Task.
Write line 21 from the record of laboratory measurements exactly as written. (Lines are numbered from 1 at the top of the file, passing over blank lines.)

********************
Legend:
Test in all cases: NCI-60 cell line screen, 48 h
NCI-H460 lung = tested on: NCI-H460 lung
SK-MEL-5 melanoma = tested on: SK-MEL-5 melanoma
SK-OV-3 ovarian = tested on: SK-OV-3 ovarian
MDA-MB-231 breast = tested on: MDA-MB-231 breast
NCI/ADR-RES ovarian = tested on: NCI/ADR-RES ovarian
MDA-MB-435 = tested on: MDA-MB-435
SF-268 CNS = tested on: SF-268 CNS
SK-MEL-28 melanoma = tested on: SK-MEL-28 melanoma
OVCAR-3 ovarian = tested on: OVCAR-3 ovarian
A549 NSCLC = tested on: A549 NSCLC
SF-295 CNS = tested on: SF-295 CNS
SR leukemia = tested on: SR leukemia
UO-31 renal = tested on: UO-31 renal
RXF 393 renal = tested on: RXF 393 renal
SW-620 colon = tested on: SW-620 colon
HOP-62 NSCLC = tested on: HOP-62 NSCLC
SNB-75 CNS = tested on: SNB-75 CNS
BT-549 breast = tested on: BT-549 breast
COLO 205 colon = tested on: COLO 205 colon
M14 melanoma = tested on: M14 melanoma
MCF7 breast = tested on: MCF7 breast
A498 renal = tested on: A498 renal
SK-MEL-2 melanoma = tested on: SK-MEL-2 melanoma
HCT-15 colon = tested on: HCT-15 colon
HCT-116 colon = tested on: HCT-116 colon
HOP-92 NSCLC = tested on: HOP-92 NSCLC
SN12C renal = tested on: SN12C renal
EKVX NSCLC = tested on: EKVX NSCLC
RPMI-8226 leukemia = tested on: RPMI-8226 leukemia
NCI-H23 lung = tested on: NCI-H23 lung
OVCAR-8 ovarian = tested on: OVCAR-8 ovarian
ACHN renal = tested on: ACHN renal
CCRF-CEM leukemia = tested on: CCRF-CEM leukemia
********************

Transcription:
COLO 205 colon = tested on: COLO 205 colon